Elmhurst College 

What is a mathematician? What does a mathematician do? At Elmhurst College we believe that a mathematician is a problem solver, an explorer, a describer and verifier of pattern and structure, and a developer of the quantitative language used by the world. Students of mathematics acquire broad skills which prepare them for a variety of vocations. Elmhurst College mathematics alumni include accountants, actuaries, college and university professors, computer programmers, comptrollers of companies, data processing managers, economists, engineers, government workers, independent business owners, independent consultants, industrial mathematicians, insurance company executives, investment managers, junior and senior high school teachers, ministers, physicists, sales managers, and systems analysts.

Problem solving is an integral part of the mathematics curriculum. Our alumni stress that the ability to think rationally and logically is one of the most important skills they received from their college education. They feel that mathematics is the ideal area to gain problem-solving skills since logical reasoning, which is at the heart of problem solving, is used in every mathematics problem.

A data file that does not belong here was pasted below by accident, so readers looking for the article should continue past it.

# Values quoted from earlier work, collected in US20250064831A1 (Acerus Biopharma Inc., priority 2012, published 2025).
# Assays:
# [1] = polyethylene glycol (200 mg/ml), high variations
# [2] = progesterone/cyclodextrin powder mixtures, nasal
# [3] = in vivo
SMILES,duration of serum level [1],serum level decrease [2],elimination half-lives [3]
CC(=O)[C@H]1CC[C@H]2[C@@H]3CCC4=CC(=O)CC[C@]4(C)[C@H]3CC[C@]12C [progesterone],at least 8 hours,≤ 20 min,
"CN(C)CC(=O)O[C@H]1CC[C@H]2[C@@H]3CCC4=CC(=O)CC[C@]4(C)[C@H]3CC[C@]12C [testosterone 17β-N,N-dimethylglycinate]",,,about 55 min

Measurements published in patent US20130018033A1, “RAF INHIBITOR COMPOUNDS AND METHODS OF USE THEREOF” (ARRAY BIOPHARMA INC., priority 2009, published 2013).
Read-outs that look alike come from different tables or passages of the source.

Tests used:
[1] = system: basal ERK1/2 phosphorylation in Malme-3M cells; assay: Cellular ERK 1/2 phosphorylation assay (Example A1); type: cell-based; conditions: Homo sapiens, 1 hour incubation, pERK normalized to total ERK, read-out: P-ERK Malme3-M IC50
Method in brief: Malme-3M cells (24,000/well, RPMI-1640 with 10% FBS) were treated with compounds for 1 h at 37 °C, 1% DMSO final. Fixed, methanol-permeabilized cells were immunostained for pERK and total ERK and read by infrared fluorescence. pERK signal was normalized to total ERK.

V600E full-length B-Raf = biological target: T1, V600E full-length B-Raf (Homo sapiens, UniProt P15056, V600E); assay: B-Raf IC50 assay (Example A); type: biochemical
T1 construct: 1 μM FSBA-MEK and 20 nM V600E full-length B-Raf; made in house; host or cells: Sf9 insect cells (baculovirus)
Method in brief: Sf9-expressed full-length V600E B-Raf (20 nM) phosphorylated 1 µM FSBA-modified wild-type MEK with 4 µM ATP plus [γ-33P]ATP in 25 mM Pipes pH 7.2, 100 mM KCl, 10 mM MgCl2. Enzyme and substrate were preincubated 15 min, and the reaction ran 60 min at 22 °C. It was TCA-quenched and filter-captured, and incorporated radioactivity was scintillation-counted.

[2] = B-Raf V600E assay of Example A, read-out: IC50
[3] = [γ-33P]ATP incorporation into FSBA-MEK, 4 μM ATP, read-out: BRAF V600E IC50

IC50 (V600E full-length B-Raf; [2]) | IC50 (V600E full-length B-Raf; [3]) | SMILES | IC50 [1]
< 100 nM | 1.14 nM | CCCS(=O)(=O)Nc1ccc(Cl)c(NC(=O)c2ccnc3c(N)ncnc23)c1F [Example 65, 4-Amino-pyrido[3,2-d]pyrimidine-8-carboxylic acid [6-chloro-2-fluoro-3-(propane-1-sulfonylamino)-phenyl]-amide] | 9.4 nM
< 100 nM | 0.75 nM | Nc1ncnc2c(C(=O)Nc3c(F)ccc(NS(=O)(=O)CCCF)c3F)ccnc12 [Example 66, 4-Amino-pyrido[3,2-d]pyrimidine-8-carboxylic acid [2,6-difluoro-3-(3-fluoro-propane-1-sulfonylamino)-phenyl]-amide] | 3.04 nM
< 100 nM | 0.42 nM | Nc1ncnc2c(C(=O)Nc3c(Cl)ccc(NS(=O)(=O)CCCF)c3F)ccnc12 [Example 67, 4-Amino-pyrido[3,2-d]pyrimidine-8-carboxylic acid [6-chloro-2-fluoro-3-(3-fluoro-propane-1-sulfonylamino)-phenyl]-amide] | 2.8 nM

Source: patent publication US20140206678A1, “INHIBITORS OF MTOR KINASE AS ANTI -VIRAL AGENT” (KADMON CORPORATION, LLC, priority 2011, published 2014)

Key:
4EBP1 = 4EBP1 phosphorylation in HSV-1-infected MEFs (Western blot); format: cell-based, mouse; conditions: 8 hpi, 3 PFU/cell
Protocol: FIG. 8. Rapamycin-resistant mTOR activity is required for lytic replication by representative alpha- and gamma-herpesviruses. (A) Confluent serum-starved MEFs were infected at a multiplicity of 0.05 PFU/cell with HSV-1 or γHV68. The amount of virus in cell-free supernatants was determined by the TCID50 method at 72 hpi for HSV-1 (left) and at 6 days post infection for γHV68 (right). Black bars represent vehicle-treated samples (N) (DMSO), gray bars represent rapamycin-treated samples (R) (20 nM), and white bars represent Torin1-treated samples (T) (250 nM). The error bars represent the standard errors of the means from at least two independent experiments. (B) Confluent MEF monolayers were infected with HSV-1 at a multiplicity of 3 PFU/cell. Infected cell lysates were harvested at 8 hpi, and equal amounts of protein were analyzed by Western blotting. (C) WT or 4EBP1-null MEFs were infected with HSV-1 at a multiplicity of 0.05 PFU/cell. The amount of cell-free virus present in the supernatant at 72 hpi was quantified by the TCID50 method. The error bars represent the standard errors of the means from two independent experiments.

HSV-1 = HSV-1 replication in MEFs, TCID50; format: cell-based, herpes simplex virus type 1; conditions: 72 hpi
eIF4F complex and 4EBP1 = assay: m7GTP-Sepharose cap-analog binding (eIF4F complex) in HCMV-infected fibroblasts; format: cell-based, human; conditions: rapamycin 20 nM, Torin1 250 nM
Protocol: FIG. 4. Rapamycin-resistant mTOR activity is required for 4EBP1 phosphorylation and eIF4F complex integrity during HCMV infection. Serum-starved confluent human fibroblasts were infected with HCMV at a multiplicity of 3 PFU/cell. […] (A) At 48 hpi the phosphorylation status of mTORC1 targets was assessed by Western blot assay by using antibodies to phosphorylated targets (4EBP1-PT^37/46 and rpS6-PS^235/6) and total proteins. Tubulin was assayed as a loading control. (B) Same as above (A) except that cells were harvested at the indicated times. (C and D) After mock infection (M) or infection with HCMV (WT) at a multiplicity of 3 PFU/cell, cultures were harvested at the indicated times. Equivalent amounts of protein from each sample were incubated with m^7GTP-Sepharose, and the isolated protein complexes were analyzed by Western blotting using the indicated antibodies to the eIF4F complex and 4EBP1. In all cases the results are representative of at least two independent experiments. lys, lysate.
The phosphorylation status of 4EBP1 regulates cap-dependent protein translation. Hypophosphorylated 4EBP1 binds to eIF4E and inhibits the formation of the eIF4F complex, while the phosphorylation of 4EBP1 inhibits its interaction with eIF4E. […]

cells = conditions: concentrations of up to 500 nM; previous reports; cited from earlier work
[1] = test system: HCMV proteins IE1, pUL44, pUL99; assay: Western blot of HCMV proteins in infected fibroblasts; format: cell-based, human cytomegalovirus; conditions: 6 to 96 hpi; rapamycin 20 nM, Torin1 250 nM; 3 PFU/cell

Throughout our curriculum, we stress that mathematics is the language of the quantitative world. From our College Algebra through our Topics courses, the uses of mathematics and its descriptive power are continually emphasized. This prepares our students for participation in an increasingly quantitative world.

In addition to applying mathematical concepts, our students also study the beauty and structure of mathematical properties. Since nature suggests so many of these properties, our studies frequently yield considerable information about the structure of nature itself.

The mathematics faculty at Elmhurst College is committed to developing the mathematical maturity of each mathematics major. We employ a variety of teaching methods and tools to provide an environment in which each student can rise to his or her own potential. We encourage students to reach beyond their class work by attending our weekly seminars, by guided readings of mathematics articles in upper division classes, and by the development of a senior paper. Ultimately, we aim to prepare our students to have a sufficiently deep understanding of mathematics to independently and creatively solve wide-ranging complex problems and to understand the beautiful interconnections between various mathematical structures.
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Last modified: June 1998 by Jon L. Johnson